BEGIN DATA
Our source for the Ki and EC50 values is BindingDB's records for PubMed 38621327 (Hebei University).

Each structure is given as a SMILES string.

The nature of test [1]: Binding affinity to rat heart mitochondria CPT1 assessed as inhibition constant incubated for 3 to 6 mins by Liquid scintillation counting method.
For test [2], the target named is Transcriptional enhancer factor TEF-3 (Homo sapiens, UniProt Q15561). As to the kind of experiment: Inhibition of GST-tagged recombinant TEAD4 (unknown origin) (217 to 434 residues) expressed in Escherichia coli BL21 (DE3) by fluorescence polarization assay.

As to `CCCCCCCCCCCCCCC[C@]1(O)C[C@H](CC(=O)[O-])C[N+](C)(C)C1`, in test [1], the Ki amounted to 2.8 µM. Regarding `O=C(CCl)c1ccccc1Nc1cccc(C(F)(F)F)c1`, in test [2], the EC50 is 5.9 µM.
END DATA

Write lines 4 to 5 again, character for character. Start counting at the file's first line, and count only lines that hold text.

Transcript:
For test [2], the target named is Transcriptional enhancer factor TEF-3 (Homo sapiens, UniProt Q15561). As to the kind of experiment: Inhibition of GST-tagged recombinant TEAD4 (unknown origin) (217 to 434 residues) expressed in Escherichia coli BL21 (DE3) by fluorescence polarization assay.

As to `CCCCCCCCCCCCCCC[C@]1(O)C[C@H](CC(=O)[O-])C[N+](C)(C)C1`, in test [1], the Ki amounted to 2.8 µM. Regarding `O=C(CCl)c1ccccc1Nc1cccc(C(F)(F)F)c1`, in test [2], the EC50 is 5.9 µM.